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Going Beyond the Literary II: Caribbean Interdisciplinarity

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Organizer: Kavita Singh

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This seminar follows on a previous ACLA seminar where Caribbean studies scholars presented work that went beyond traditional literary analyses to engage ethnographic, linguistic, historical, artistic, performance, or spiritual methods and objects of study.



Caribbean literature has long exceeded disciplinary and generic limitations as writers explore present, historical, and future intertexts to both represent and imagine the Caribbean. With formal inspiration in hurricanes, per Kamau Brathwaite, the lens of a visual artist, in Derek Walcott, and the chaos and rhizomatic logics invoked by Edouard Glissant writings, these have been firmly established within the canon. Such transformations continue with Rita Indiana’s lyricism and rhythm in creating textual momentum, Nalo Hopkinson’s transferal of Carnival play and spiritual concepts into speculative form, or Roger Bonair-Agard’s poetic transformation of cricket into an embodied history. Whether responding to an imperative to engage the Caribbean environment, invent forms for political activism and dissent, or draw on local and ancestral spiritual forms, the literary scholar of the Caribbean must often demonstrate (inter)disciplinary agility in criticism that can engage the ubiquitous extra-literary aspects of Caribbean writing.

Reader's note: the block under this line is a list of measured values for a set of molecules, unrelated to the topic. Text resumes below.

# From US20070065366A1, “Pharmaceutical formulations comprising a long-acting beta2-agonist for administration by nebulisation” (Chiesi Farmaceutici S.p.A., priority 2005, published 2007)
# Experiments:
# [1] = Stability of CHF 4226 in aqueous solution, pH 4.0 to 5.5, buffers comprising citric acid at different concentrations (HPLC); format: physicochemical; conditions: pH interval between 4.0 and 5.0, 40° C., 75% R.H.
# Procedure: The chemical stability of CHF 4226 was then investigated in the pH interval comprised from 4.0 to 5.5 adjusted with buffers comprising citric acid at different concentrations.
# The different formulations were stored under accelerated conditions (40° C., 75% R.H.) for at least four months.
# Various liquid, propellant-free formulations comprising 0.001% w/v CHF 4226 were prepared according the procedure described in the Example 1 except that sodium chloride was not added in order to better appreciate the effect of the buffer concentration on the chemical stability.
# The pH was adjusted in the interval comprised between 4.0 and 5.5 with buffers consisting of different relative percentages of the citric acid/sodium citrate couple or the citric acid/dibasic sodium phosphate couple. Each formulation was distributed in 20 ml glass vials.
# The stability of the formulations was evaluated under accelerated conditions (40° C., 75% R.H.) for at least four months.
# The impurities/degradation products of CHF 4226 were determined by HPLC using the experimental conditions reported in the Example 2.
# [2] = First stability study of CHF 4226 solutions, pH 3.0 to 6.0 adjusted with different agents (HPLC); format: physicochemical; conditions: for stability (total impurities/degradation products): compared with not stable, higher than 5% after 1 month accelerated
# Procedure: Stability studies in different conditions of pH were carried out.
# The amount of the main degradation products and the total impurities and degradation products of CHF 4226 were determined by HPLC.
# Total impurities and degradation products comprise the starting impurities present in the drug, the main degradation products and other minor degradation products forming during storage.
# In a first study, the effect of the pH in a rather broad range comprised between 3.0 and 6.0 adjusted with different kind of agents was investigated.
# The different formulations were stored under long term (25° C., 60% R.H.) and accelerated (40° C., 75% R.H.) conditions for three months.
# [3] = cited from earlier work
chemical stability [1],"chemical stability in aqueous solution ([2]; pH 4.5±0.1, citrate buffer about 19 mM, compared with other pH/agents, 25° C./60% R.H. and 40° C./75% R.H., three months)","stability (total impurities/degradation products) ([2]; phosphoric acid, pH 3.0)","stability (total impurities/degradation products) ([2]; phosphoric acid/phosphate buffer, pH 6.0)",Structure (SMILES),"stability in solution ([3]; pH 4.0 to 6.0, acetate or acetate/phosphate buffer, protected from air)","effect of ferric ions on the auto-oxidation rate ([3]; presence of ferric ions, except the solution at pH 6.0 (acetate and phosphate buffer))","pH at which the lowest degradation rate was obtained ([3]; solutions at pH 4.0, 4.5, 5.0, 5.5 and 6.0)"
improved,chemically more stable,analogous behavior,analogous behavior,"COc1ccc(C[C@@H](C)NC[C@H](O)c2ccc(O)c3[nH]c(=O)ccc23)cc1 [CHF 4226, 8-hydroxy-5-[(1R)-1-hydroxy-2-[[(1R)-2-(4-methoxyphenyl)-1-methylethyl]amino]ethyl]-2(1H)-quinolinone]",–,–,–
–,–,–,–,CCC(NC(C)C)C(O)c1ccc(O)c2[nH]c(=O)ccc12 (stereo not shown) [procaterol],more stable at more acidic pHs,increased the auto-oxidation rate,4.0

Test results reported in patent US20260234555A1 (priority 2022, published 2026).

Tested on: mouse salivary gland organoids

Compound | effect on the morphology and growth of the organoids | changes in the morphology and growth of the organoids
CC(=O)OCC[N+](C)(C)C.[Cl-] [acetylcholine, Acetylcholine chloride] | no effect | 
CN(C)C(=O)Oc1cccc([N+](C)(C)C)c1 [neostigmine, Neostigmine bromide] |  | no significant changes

Literature from the Global South is frequently received as ethnographic exposés into the “other” of the Western discursive center, and its aesthetic value denied. Scholars writing in postcolonial contexts must thus devise and describe new epistemologies, new language, new methodologies, and new models in order to account for the interdisciplinarity essential to a robust Caribbean studies, all while doing justice to the aesthetics of the Caribbean literary. Developing new interdisciplinary vocabularies is essential for thinkers whose critical lens must go beyond the textual (to the oral, the embodied, the visual, the historical, the spiritual, and sensual) or beyond the literary, to local modes of historiography, philosophy, theology, linguistics, or theory.



To that end, this seminar seeks submissions from literary scholars who have sought new ways to talk about Caribbean discourse as the tools of the literary are brought to bear in Caribbean art history, sociolinguistics, performance studies, ethnography, theology, and as yet undiscovered ways of thinking. 


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